Probably the last article about Galeazza Garden…
La Stampa – Friday 24 August 2012 – page 23
A Green Paradise: Ten years ago the garden was reborn around a circle of water, and it grew into many concentric ripples of vegetation.
The Move: The plants that weren’t crushed by the rubble will find a new site in nearby Mantova.
In Memory of a Broken Garden
Clark Lawrence is forced by the earthquake to abandon Galeazza di Crevalcore
By Paolo Pejrone
White rabbits, according to an antique legend of Romagna (The writer Carlo Flamigni tells us in his “Yellow Egg” published by Sellerio) change color before an earthquake. At the Castle of Galeazza on the 20th of May the only thing white was a big cat, who wasn’t able to save himself, and died under the ruins. His owner, Clark Lawrence, after three months, has begun to move to a new location. And he’ll be taking with him seven dwarf goats and all he can save from “his” garden, which, after the earthquake, can no longer be cared for or cultivated: the plants, at least those that aren’t buried under the rubble, will be moved to a new location near Mantova.
Clark, American from Maine, went years ago to live in the great Castle of Galeazza of Crevalcore, located between Modena, Ferrara, and Bologna, and turned it into a famous and very “talked about” place, especially for its garden of special plants. It was all done with great fatigue, effort, and intelligence, restoring first the parts that were most in need of help: Clark made it a living and breathing sign of his love for his adopted land, transforming it into one of the many warmly adored (and by us often neglected) jewels of our beloved Italy. His association “Reading Retreats in Rural Italy” became, both for its originality and quality, one of the most popular places for creating, exhibiting, performing and discussing the arts and the stimulating world that surrounds them.
When Clark arrived here the garden, almost ten acres, was a thick jungle of briars, brush and elders, and it was only thanks to his stubborn will and his free and intelligent use of chainsaw, axe, and pruners that it became a large cultivated lawn of botanical rarities from around the world. Seven little goats, a handful of Japanese Totenko fowl, and the big white cat, Malvolio, were his full-time companions; two pianos, and many books and paintings remind us of the once lively and appreciated activities of this popular place.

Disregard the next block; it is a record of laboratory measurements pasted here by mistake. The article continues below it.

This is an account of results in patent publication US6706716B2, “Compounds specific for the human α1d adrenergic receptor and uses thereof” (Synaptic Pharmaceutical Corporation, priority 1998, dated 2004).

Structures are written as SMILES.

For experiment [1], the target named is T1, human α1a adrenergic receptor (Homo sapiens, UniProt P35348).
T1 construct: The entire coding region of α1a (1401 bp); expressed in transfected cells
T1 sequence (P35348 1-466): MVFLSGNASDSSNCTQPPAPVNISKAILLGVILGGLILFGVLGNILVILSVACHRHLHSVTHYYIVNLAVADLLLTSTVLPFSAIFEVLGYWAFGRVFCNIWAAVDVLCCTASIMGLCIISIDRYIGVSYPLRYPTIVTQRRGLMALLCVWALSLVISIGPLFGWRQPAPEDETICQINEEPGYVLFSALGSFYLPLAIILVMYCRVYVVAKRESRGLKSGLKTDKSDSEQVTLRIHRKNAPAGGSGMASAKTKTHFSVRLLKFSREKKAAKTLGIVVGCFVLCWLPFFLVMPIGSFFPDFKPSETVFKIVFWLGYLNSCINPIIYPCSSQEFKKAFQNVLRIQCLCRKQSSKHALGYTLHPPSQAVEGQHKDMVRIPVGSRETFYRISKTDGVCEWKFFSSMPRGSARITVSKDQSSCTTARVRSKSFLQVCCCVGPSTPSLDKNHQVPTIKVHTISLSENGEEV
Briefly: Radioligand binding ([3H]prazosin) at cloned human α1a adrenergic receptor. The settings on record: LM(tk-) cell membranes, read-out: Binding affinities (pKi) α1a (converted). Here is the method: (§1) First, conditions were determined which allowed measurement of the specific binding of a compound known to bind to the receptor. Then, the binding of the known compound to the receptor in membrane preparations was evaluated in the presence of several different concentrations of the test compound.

A noteworthy castle, antique and proud, and able to stand up with success to the appetites of late medieval invaders who appreciated its strategic position in the fertile plains of Emilia. A strong castle, especially the famous and invincible tower, crowned by parapets of merlons; Galeazza, named after its heroic constructor, Galeazzo Pepoli. Now the tower has been beheaded and has crumbled to half its original height.
Incredible how a place, after centuries, managed to find (in less than ten years) a new reason for living, and then, in just a few seconds, it became a ruined memory: a hard, cruel mockery of the castle and its new garden, made of lightness, irony, and refined taste. Reborn almost by accident around a circular pool of water that became the fulcrum of that new world, lively and innovative.
The Garden of Galeazza was welcoming, linear, embracing; born with a simple design, repeated over and over again, little waves of vegetation. Clark has been through and continues to live through very difficult times, made up of privation and of disadvantages, but with courage and serenity he is trying to understand what future might be possible for him and most importantly his garden.
Difficult, and often without answers, is the confrontation with reality of the towns and areas damaged; with their victims, the large and small industries destroyed, the emptied barns, the famous monuments crumbling and falling. How should one behave, and what should one do in the face of a tragic end to such an historic monument and its garden? Isn’t this pile of bricks in Crevalcore, in the end, just another useless castle and its garden only a garden: a group of green areas in which only plants grow?
With a 10 euro contribution, people may become members of the association and help
Clark Lawrence face the costs of moving to a new location. www.galeazza.com
In ruins: The photos above illustrate the disasterous effects of the earthquake on the castle and its garden, located in Galeazza, Crevalcore, in the province of Bologna.